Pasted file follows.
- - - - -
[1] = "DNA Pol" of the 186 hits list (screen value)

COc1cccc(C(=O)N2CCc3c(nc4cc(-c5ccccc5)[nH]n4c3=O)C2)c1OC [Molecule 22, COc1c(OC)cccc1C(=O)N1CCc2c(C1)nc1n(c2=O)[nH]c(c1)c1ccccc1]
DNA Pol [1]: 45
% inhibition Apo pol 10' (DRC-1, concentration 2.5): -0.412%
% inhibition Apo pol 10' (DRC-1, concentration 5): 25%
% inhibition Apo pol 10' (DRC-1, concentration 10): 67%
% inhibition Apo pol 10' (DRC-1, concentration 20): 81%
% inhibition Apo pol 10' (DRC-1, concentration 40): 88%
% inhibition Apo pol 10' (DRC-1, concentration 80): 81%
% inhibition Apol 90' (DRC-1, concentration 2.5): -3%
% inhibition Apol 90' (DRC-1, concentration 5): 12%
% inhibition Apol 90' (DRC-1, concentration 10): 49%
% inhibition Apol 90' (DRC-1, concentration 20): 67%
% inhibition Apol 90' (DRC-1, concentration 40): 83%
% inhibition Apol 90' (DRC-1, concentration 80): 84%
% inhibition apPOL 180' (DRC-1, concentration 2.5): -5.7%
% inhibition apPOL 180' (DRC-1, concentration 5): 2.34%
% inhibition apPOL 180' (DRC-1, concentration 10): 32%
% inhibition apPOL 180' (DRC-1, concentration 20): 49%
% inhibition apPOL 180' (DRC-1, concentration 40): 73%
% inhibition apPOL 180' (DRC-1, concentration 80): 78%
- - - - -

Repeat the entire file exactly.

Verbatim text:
[1] = "DNA Pol" of the 186 hits list (screen value)

COc1cccc(C(=O)N2CCc3c(nc4cc(-c5ccccc5)[nH]n4c3=O)C2)c1OC [Molecule 22, COc1c(OC)cccc1C(=O)N1CCc2c(C1)nc1n(c2=O)[nH]c(c1)c1ccccc1]
DNA Pol [1]: 45
% inhibition Apo pol 10' (DRC-1, concentration 2.5): -0.412%
% inhibition Apo pol 10' (DRC-1, concentration 5): 25%
% inhibition Apo pol 10' (DRC-1, concentration 10): 67%
% inhibition Apo pol 10' (DRC-1, concentration 20): 81%
% inhibition Apo pol 10' (DRC-1, concentration 40): 88%
% inhibition Apo pol 10' (DRC-1, concentration 80): 81%
% inhibition Apol 90' (DRC-1, concentration 2.5): -3%
% inhibition Apol 90' (DRC-1, concentration 5): 12%
% inhibition Apol 90' (DRC-1, concentration 10): 49%
% inhibition Apol 90' (DRC-1, concentration 20): 67%
% inhibition Apol 90' (DRC-1, concentration 40): 83%
% inhibition Apol 90' (DRC-1, concentration 80): 84%
% inhibition apPOL 180' (DRC-1, concentration 2.5): -5.7%
% inhibition apPOL 180' (DRC-1, concentration 5): 2.34%
% inhibition apPOL 180' (DRC-1, concentration 10): 32%
% inhibition apPOL 180' (DRC-1, concentration 20): 49%
% inhibition apPOL 180' (DRC-1, concentration 40): 73%
% inhibition apPOL 180' (DRC-1, concentration 80): 78%